Rev Shark taught me long ago to look at the speculative stocks as good tells for the direction of the broader markets, especially the Nasdaq. It's a great "Flip it™," in that conventional wisdom always tells us that we should be bearish when speculation runs amok while in reality those speculative stocks often foretell a spreading of the speculation.

What do those speculative issues say right now? Well, most reversed ugly, ugly, ugly from the open, and ended up down, blood red on the day. And the bulls don't want to see Transmeta down 10%, ON Semiconductor down 6%, Brightpoint down 10% -- on a day when the Nasdaq was up 2% midday. And speaking of a 2% reversal in the Nasdaq -- that's a "dislocation" with a capital D.

Finally, after noting that Microsoft has been hitting new recent highs this morning, I had us put together a chart put of its relative performance since I went almost entirely into cash and Mister Softee back on May 10. It speaks volumes:

Taking the Tech High Road
Click here for larger image.
Source: StockCharts.com, CL Willard Capital

Put simply, I think Microsoft remains the "safe" tech stock, though I sure expect to meet demons, devils and other boogeymen along the way.

Cody on RM: Stay Patient With the Market and Players

Stay Patient With the Market and Players
08/08/2006 11:17 AM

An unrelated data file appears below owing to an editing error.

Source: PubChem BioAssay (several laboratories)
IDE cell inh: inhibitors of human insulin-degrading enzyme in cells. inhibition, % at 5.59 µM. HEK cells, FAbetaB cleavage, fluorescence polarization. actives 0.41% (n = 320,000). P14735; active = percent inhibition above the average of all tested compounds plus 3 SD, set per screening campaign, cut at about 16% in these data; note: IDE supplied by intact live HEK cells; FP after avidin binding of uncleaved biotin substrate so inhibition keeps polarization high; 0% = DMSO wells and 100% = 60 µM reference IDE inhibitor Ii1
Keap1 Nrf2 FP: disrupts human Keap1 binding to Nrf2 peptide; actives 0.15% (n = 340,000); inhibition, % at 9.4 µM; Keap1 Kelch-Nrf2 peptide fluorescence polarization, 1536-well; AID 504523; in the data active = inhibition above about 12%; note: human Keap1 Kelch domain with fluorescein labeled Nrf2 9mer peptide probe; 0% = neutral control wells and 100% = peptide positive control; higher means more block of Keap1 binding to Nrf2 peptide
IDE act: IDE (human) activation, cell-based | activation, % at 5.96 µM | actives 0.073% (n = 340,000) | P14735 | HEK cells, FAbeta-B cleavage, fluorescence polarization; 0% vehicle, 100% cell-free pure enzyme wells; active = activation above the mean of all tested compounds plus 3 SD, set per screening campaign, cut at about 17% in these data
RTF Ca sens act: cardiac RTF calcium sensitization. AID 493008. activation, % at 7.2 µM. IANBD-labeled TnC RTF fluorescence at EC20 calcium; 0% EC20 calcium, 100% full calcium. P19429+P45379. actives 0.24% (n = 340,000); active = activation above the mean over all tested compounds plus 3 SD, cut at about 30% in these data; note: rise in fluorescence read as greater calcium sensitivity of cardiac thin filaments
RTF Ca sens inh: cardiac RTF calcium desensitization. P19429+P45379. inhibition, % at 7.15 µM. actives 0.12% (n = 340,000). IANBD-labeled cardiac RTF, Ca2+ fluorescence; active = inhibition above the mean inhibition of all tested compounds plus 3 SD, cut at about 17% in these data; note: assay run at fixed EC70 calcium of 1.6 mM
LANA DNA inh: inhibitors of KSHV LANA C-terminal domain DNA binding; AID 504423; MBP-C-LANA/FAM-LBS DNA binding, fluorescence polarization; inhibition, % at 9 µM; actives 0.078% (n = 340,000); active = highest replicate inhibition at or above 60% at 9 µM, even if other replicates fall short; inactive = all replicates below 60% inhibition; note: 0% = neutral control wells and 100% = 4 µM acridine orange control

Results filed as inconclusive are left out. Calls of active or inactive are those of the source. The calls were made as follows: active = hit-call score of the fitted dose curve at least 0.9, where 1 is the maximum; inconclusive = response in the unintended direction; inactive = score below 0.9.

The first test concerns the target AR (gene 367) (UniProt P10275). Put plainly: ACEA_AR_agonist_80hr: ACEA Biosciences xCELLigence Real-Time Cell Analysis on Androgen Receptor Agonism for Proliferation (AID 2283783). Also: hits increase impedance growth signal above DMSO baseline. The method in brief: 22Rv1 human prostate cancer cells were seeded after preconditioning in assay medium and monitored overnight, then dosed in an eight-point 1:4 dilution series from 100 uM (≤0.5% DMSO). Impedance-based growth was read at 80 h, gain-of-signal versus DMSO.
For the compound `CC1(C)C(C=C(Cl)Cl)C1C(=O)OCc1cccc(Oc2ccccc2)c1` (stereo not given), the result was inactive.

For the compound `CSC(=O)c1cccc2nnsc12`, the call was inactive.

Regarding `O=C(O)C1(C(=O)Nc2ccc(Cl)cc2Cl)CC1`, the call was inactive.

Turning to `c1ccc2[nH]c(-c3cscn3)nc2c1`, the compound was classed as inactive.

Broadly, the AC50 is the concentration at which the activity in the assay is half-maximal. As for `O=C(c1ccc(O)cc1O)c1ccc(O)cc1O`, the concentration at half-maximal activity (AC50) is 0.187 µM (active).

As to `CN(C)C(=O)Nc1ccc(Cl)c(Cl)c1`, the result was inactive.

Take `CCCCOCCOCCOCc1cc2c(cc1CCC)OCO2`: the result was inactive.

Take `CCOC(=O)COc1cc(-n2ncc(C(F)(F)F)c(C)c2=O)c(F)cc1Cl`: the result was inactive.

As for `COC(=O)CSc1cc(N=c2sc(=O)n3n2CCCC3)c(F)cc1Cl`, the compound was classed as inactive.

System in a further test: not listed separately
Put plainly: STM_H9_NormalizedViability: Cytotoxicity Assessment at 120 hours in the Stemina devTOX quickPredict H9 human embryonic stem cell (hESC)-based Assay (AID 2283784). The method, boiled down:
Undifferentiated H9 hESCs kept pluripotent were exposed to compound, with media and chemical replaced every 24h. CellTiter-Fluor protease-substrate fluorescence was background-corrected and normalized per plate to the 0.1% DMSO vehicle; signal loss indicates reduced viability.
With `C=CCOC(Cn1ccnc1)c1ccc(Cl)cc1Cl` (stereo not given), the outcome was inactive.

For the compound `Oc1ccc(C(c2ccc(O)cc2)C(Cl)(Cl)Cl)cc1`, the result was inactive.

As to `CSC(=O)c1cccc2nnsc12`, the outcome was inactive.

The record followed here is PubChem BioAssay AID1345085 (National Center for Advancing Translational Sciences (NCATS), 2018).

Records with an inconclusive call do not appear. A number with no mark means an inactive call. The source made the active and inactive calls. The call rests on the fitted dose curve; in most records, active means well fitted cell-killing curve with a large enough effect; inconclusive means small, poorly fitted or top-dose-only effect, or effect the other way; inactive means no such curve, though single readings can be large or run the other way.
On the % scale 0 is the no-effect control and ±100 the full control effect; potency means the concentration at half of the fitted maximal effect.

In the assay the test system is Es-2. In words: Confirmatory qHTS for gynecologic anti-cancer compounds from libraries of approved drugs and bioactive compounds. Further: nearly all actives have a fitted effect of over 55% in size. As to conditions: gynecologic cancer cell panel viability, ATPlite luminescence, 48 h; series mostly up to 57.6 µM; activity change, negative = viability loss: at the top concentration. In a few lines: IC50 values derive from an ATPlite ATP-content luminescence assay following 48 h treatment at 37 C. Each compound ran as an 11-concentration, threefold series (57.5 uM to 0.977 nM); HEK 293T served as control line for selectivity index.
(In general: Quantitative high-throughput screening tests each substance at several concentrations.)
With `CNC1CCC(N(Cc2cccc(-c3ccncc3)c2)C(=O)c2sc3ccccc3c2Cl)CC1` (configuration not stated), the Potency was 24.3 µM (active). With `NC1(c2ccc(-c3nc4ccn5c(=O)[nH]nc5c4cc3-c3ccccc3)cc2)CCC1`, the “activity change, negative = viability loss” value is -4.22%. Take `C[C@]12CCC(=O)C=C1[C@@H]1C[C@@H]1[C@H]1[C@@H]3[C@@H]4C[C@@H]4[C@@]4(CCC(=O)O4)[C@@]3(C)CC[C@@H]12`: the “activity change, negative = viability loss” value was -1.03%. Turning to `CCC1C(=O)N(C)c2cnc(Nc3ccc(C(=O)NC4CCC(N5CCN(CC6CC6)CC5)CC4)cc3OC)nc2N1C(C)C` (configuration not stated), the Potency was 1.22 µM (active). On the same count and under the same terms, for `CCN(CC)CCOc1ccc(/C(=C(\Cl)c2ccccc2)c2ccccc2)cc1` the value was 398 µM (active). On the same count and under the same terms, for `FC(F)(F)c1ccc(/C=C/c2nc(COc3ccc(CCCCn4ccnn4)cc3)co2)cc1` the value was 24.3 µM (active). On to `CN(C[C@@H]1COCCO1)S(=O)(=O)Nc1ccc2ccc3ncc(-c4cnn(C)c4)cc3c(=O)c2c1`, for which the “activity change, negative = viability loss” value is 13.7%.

I'm gonna pass me a brand new resolution, I'm gonna fight me a one man revolution, someway,
Gonna start my rebellion today. But here come the people in grey,
To take me away.
-- The Kinks

In the last 24 hours, I've received dozens of impassioned pleas in my inbox on top of scores of blog Comments and prior emails, all of which say something like this: "Make some paper trades so you have some trades to write about."

"Just make up a trade, if nothing else."
"I thought you were a money manager, not a poser wannabe."
"If you really think X, then you should be short Y. Players play, man, and writers write."

As James Altucher asked me this morning when I shared some of this with him: Why are people so upset that I went to cash?!

It doesn't make sense -- and is a real disservice to all readers -- for me to just pretend that I'm excited about a trading idea when I'm not, or even worse for me to just make stuff up. The ol' transparent manipulation ploy ("A real trader would do it") doesn't work, either. I think that worked on me when I was five. It doesn't work on me at 33. Seriously.